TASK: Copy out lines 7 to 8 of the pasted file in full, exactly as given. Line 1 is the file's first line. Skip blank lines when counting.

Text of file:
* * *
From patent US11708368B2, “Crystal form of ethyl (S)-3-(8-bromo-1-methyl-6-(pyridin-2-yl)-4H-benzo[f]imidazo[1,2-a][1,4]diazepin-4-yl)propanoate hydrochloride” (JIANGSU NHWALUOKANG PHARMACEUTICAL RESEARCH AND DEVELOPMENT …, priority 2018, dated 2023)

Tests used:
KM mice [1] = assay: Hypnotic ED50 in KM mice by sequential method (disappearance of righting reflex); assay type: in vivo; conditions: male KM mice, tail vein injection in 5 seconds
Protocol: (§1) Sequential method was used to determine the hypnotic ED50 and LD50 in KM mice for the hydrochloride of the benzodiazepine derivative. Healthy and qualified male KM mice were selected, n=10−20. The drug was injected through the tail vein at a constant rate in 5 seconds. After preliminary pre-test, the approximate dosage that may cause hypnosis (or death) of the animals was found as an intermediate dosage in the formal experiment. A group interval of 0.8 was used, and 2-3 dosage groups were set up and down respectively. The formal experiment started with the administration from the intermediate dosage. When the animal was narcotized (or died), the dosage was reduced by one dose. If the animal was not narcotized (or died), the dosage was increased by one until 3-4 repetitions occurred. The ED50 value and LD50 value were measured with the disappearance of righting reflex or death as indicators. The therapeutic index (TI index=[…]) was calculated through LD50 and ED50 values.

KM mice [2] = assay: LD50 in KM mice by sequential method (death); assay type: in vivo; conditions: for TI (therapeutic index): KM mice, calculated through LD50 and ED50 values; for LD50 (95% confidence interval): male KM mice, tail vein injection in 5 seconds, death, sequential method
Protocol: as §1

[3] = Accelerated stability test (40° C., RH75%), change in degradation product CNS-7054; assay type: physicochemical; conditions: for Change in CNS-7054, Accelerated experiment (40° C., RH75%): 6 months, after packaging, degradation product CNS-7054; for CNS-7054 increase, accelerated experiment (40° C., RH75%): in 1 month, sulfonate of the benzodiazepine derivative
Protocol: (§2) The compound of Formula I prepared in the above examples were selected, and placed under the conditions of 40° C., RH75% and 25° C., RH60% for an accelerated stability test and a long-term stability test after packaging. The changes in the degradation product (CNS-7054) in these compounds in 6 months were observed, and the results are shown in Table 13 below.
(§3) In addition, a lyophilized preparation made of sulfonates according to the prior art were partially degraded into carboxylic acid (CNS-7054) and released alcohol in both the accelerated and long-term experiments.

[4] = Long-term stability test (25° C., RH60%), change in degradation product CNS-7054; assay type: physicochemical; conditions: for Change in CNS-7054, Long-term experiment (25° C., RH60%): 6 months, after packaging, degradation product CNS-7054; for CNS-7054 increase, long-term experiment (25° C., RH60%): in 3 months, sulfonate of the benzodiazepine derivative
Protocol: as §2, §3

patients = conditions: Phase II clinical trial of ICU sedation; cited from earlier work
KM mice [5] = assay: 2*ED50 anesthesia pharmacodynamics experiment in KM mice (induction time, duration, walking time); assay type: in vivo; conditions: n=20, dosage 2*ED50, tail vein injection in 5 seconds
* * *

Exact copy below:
[3] = Accelerated stability test (40° C., RH75%), change in degradation product CNS-7054; assay type: physicochemical; conditions: for Change in CNS-7054, Accelerated experiment (40° C., RH75%): 6 months, after packaging, degradation product CNS-7054; for CNS-7054 increase, accelerated experiment (40° C., RH75%): in 1 month, sulfonate of the benzodiazepine derivative
Protocol: (§2) The compound of Formula I prepared in the above examples were selected, and placed under the conditions of 40° C., RH75% and 25° C., RH60% for an accelerated stability test and a long-term stability test after packaging. The changes in the degradation product (CNS-7054) in these compounds in 6 months were observed, and the results are shown in Table 13 below.